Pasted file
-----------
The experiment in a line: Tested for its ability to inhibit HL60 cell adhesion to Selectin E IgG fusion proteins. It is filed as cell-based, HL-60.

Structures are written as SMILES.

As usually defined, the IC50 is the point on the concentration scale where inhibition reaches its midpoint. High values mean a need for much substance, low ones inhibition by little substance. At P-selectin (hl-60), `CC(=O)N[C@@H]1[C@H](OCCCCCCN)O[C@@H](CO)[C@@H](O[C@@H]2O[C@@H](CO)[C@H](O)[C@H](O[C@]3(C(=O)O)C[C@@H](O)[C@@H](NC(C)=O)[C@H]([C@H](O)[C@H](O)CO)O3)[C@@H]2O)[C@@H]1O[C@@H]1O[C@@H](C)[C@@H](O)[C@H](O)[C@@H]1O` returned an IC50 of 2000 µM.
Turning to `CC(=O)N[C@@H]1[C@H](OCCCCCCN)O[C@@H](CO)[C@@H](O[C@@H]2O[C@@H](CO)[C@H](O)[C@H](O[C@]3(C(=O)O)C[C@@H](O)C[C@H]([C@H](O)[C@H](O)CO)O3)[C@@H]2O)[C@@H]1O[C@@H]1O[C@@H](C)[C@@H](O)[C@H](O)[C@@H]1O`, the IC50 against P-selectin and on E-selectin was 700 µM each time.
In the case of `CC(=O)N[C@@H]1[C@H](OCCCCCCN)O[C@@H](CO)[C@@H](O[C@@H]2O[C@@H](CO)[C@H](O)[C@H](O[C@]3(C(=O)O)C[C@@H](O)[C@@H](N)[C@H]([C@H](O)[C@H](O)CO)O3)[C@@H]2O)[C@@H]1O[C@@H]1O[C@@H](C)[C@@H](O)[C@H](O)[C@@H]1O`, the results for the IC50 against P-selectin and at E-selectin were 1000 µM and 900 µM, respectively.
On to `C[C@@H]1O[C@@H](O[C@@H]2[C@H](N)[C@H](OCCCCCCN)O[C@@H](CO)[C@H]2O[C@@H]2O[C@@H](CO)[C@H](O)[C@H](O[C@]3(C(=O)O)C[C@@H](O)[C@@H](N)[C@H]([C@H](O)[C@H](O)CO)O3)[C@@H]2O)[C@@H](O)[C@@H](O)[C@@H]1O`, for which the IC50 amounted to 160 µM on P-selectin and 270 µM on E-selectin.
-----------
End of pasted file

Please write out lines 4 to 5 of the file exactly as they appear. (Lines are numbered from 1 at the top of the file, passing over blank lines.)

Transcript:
Turning to `CC(=O)N[C@@H]1[C@H](OCCCCCCN)O[C@@H](CO)[C@@H](O[C@@H]2O[C@@H](CO)[C@H](O)[C@H](O[C@]3(C(=O)O)C[C@@H](O)C[C@H]([C@H](O)[C@H](O)CO)O3)[C@@H]2O)[C@@H]1O[C@@H]1O[C@@H](C)[C@@H](O)[C@H](O)[C@@H]1O`, the IC50 against P-selectin and on E-selectin was 700 µM each time.
In the case of `CC(=O)N[C@@H]1[C@H](OCCCCCCN)O[C@@H](CO)[C@@H](O[C@@H]2O[C@@H](CO)[C@H](O)[C@H](O[C@]3(C(=O)O)C[C@@H](O)[C@@H](N)[C@H]([C@H](O)[C@H](O)CO)O3)[C@@H]2O)[C@@H]1O[C@@H]1O[C@@H](C)[C@@H](O)[C@H](O)[C@@H]1O`, the results for the IC50 against P-selectin and at E-selectin were 1000 µM and 900 µM, respectively.